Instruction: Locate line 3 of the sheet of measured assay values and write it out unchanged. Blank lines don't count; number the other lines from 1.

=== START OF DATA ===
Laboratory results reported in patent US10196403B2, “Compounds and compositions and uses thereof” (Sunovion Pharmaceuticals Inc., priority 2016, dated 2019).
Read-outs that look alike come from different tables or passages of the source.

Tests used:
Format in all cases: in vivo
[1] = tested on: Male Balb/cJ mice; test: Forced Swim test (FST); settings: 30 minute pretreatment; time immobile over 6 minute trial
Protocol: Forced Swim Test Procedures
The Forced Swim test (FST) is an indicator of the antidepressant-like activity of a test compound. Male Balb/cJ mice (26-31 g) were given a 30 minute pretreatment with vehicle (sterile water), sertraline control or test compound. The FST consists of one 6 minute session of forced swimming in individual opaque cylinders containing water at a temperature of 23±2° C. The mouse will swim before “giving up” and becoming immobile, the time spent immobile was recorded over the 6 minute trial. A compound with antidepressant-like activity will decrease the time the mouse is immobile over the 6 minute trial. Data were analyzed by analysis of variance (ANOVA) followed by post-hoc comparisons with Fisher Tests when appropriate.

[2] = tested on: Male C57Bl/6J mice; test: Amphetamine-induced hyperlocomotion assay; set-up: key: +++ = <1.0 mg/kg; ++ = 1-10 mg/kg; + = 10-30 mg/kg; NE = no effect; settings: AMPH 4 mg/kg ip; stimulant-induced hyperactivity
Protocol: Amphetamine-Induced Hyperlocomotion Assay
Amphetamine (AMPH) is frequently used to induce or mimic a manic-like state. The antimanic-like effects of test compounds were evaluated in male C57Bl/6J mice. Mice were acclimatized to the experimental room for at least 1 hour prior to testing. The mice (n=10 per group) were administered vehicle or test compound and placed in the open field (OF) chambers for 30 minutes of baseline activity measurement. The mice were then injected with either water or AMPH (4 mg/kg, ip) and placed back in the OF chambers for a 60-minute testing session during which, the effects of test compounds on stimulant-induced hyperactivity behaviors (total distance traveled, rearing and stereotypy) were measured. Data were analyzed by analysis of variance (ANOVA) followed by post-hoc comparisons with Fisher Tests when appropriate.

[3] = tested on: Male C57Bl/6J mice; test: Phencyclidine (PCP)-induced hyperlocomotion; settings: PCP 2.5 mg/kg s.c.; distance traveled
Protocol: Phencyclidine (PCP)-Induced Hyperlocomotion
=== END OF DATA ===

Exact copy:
Tests used: